Boeing Supplier Spirit Aerosystems Says It Will Lay Off 2,800 Employees

January 10, 2020 Updated: January 10, 2020
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Boeing’s largest supplier announced it will lay off a significant number of its employees due to the suspension of the Boeing 737 MAX production following several high-profile accidents.

Spirit AeroSystems, which makes fuselages for the MAX and other Boeing products, said on Friday that it would furlough about 2,800 workers at its Wichita, Kansas, facility.

“The difficult decision announced today is a necessary step given the uncertainty related to both the timing for resuming 737 MAX production and the overall production levels that can be expected following the production suspension,” said Tom Gentile, Spirit AeroSystems president and CEO, in a statement. “We are taking these actions to balance the interests of all of our stakeholders as a result of the grounding of the 737 MAX, while also positioning Spirit to meet future demand.”

Boeing 737 MAX jets were grounded around the world early last year after two plane crashes in less than six months left hundreds of people dead.

But in its statement, Spirit said it has not yet received a notice from Boeing on how long the production suspension will last.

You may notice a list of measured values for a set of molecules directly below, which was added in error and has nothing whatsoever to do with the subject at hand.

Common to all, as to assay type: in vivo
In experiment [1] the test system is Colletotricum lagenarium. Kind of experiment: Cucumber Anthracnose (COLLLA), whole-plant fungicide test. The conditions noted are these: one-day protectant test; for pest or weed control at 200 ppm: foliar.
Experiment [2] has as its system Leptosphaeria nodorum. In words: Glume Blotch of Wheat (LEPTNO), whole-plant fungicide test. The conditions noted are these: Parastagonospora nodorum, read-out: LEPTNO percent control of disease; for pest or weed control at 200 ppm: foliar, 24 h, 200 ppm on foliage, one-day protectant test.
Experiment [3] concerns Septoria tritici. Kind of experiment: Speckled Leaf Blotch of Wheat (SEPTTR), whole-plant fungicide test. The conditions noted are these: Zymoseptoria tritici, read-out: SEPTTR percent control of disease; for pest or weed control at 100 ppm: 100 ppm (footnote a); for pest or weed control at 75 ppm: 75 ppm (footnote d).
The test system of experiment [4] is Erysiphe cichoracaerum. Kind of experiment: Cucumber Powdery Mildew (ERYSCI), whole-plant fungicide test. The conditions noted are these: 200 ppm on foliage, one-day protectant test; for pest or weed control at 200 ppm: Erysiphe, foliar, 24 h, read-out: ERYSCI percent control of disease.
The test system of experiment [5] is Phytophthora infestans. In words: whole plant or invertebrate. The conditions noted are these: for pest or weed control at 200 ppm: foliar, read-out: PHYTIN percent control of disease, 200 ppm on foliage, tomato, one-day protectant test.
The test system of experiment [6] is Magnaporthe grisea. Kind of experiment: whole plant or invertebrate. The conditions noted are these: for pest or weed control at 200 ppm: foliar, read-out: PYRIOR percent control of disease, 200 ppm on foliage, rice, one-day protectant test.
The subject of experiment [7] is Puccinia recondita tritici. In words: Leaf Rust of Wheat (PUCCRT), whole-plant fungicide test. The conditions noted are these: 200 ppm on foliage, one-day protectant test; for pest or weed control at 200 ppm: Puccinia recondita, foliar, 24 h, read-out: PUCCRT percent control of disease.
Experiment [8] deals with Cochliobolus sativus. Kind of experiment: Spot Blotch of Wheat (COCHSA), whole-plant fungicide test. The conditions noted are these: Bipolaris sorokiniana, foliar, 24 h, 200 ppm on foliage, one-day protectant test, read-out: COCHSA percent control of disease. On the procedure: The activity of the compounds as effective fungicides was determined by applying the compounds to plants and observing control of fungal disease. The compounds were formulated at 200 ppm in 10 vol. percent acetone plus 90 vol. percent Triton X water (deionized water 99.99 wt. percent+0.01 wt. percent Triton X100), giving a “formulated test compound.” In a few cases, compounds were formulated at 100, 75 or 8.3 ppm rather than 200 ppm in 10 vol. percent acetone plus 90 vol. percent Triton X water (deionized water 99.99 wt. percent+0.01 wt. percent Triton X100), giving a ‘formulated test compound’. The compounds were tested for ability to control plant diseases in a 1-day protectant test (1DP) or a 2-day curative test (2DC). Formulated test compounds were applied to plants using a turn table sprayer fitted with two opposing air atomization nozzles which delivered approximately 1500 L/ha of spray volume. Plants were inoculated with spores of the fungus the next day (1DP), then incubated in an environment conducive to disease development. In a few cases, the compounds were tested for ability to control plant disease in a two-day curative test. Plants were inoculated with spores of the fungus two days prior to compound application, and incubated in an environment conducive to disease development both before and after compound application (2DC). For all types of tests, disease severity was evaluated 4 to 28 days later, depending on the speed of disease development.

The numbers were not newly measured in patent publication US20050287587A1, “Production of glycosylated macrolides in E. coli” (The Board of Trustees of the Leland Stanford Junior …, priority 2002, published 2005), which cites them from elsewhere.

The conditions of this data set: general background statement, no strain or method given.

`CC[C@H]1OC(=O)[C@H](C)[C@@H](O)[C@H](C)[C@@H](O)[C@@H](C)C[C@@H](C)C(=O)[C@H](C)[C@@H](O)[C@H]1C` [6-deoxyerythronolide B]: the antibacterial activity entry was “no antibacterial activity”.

Epoch Times Photo
Aerial photos showing Boeing 737 Max airplanes parked at Boeing Field in Seattle, Washington, U.S. October 20, 2019. REUTERS/Gary He/File Photo

“When production resumes, the levels will be lower than previously expected due, in part, to the customer’s need to consume over 100 MAX shipsets currently in storage at Spirit’s facilities. In addition, Boeing has several hundred MAX airplanes built but not yet delivered to its customers,” the firm wrote in elaborating on why it had to initiate the layoffs.

In the coming days, the company will implement more workforce reductions at facilities in Tulsa, Oklahoma, and McAlester, Oklahoma. Spirt didn’t specify how many jobs would be impacted.

“Our goal is to support Boeing and a safe return to service of the MAX,” said Gentile. “We continue to work with Boeing to develop a new production schedule for 2020 with an eye toward minimizing disruption, maintaining the stability of our production capabilities, and best positioning Spirit for the future. When production levels increase sufficiently in the future, we look forward to recalling employees impacted by today’s announcement.”

The MAX planes were grounded following the Ethiopian Airlines accident on March 10, 2019 that killed all 157 people on board. Months before that, in October 2018, a Lion Air plane crashed and killed 189 passengers and crew.

Boeing is the largest manufacturing exporter in the United States, and hundreds of suppliers and vendors depend on it. In the meantime, the broader U.S. economy appears to be growing, and on Friday, the Labor Department reported that American employers added 145,000 workers in the month of December.